Lasting for half a million years, it enters the body through the lungs where it is known to cause cancer. It mimics iron in the body, migrating to bones, where it can induce bone cancer or leukemia, and to the liver, where it can cause primary liver cancer. It crosses the placenta into the embryo and, like the drug thalidomide, causes gross birth deformities.

Finally, plutonium has a predilection for the testicles, where it induces genetic mutations in the sperm of humans and other animals that are passed on from generation to generation.

Significantly, five kilos of plutonium is fuel for a nuclear weapon. Thus far, nuclear power has generated about 1,139 tons of plutonium.

So, nuclear power adds to global warming, increases the burden of radioactive materials in the ecosphere and threatens to contribute to nuclear proliferation. No doubt the Australian government is keen to assist the uranium industry, but the immorality of its position is unforgivable.

Safety of Nuclear Power Related to Other Common Risks

When people hear the word "nuclear," it usually conjures up a sense of intense fear. They associate that word with danger because they think of nuclear bombs, radiation sickness, cancer, Three Mile Island, and Chernobyl, to name a few. In the minds of many, nuclear power is an unsafe method of generating electricity that is to be avoided. In reality, nuclear power is much safer than other ways of creating power. Electricity can be generated from steam, and the methods to boil the water to create the steam include nuclear fission, the burning of fossil fuels (coal, natural gas, or petroleum), the combustion of natural gas or oil, biomass, geothermal power, other renewable sources such as hydroelectric power from the flowing water of dams of tidal forces, and wind. People are most familiar with the idea of getting their power from coal fired plants that move turbines by creating steam. They don't realize that this method involves much more risk to workers, the people who live nearby, and the environment than does nuclear power.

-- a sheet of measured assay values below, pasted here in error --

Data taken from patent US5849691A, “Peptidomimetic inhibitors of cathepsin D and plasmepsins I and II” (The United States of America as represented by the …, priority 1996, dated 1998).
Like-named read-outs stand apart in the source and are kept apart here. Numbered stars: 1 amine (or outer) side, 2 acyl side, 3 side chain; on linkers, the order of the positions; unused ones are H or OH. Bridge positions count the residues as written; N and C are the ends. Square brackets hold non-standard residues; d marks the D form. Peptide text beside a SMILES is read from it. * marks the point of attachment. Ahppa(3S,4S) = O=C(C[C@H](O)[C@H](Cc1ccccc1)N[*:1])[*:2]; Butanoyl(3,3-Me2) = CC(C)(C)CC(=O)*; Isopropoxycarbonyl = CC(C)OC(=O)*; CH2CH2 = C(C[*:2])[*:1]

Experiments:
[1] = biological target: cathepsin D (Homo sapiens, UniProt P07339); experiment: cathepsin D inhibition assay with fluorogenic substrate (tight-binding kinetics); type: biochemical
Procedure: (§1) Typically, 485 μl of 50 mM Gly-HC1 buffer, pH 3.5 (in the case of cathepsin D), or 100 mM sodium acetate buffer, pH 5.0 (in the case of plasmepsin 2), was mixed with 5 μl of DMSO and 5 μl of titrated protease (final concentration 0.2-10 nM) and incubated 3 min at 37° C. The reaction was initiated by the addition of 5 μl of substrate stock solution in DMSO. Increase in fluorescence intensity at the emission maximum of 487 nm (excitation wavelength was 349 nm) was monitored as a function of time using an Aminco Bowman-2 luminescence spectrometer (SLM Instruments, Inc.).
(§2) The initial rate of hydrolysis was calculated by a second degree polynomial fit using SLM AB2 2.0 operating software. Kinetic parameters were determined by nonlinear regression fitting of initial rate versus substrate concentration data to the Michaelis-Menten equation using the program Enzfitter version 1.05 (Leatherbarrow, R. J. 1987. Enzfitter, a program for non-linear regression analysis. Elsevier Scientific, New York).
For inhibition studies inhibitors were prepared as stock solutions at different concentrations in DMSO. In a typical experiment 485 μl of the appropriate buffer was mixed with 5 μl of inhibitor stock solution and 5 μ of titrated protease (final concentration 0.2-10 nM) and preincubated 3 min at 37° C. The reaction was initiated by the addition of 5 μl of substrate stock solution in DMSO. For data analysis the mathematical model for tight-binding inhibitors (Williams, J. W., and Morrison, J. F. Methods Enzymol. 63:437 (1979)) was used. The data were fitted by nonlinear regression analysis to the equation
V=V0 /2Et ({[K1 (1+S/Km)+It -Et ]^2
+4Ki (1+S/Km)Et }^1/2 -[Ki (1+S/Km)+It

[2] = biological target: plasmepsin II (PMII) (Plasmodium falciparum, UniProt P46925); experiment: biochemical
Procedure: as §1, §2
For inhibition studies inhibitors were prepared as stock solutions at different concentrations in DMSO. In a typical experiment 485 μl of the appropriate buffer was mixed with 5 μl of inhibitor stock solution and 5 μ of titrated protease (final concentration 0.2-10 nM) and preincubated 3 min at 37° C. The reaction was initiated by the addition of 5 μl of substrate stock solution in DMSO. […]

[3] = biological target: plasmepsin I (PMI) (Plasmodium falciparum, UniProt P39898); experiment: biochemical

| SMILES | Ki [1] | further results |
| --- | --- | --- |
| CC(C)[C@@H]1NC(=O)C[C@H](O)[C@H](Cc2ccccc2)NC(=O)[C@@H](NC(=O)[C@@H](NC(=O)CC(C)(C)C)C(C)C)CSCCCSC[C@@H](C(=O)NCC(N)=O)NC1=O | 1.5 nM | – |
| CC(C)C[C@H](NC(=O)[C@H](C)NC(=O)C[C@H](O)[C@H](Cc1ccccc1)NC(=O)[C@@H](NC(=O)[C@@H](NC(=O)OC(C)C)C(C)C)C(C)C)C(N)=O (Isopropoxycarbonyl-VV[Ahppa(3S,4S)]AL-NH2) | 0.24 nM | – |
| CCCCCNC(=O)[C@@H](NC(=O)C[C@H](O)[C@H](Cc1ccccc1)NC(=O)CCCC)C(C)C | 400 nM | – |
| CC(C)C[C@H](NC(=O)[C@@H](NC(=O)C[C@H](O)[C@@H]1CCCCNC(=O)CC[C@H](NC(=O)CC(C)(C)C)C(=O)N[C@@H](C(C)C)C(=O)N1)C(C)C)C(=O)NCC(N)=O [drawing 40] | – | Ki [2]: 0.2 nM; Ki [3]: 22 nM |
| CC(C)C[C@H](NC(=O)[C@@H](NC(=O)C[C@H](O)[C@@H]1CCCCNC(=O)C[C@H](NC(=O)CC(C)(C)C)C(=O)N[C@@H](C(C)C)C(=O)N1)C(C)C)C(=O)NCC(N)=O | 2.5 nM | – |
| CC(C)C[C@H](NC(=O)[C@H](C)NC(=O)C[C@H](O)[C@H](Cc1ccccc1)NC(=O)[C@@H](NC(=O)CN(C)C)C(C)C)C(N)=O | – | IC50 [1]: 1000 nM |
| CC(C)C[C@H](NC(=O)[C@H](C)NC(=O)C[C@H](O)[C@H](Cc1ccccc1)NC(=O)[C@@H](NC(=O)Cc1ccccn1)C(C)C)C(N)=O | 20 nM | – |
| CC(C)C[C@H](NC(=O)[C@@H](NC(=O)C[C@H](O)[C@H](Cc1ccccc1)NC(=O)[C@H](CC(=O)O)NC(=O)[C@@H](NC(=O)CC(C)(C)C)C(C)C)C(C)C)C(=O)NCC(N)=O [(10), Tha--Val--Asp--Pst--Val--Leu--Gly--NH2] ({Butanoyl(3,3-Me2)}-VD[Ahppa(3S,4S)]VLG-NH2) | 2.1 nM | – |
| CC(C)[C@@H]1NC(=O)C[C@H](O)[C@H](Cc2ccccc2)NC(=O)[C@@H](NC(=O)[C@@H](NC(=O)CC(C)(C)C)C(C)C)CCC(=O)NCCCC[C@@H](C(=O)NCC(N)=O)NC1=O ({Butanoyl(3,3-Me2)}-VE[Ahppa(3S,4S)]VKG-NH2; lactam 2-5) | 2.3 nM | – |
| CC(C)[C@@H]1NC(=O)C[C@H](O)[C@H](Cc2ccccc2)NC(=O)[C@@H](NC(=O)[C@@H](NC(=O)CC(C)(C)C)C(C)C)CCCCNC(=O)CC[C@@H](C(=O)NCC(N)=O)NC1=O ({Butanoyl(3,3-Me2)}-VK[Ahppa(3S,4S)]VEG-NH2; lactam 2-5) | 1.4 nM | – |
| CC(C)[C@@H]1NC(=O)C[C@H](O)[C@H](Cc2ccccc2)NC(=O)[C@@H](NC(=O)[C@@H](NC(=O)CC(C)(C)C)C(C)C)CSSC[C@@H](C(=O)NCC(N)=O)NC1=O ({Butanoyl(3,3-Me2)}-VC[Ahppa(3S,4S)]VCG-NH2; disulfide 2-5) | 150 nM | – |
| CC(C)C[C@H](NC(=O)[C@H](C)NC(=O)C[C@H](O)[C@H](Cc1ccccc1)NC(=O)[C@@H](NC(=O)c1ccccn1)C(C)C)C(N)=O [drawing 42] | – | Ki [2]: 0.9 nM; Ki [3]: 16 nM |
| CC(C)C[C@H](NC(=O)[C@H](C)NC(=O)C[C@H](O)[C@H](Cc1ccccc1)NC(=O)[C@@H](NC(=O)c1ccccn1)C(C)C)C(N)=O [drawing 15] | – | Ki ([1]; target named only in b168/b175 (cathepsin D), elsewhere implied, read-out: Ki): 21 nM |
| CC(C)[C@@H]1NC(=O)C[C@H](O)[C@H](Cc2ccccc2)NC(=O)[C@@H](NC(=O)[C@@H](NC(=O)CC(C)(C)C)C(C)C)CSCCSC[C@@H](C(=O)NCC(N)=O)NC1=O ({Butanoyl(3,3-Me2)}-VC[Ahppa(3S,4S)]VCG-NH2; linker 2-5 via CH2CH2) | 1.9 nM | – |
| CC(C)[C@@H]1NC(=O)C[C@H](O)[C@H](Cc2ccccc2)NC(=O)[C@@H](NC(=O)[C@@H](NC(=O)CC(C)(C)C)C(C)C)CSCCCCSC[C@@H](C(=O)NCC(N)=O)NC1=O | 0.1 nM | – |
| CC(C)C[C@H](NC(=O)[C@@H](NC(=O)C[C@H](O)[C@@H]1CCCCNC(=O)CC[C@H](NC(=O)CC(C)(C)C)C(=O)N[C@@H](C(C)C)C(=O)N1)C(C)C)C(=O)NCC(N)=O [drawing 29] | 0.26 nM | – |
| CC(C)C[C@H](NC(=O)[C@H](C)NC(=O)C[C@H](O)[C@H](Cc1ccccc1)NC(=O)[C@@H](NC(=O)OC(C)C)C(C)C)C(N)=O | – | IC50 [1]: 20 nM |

One of the first concerns about nuclear power is the possible risk to the people who work there. Most think that workers in nuclear plants suffer from problems with radiation. Many think that these employees will be radiated so much that they will all get cancer or have deformed offspring. In reality, nuclear power plant workers do not get much exposure to radiation because of safety regulations and work practices. The average U.S. radiation worker exposure is less than 300 milligram, which is not enough to increase cancer risk or other health risks.(UWM). All Americans in general get about 360 milligram of radiation exposure a year from natural radiation sources like cosmic rays, terrestrial, radon, and internal and from man-made sources like medical radiation and consumer products (UWM). Nuclear workers, as shown above may get as much as double that rate, but their cancer risk is not significantly increased.

In addition to cancer risks, people are concerned about the risk of death from accidents at a nuclear power plant. Compared to other industries, nuclear power death and injury rates are low. The mining industry records 24 fatalities per 100,000, agriculture 23, and construction 12, compared to an overall rate worker fatality rate of 4 for all workers ("High Risk Industries"). Other methods of generating electricity are not safer than nuclear power. A chart provided by the Next Big Future website compares risk of death per TWh for power generation as follows: oil37, coal25, lignite 18, peat 12, biomass 12, natural gas 5, wind 3, nuclear power 2, and hydro 1 ("Deaths per TWh',). With the exception of hydro power, nuclear power is the safest. A major nuclear accident is a concern, but safety regulations, training, and the nature of the nuclear fission process make such accidents almost impossible. No deaths or injuries occurred in the Three Mile Island incident, and as Stanford University Professor John McCarthy writes. The immediate death toll of 31 people at Chernobyl was small compared to the hundreds that die in regularly occurring coal mine cave-ins (5).

Workers at nuclear plants are subjected to many fewer risks than those who work in coal-fired plant sand substantially fewer risks than those who mine the coal for those plants. Even wind power, which might be thought to be harmless and safe, results in more and more gruesome injuries from toppling towers, broken blades and ice shards. The way a nuclear plant is run compared to any other type of energy plant is drastically different in amount of safety precautions. The nuclear plants are safer, have lower injury rates, and higher health standards. Excellent and extensive training in these plants ensures that workers know how to be safe.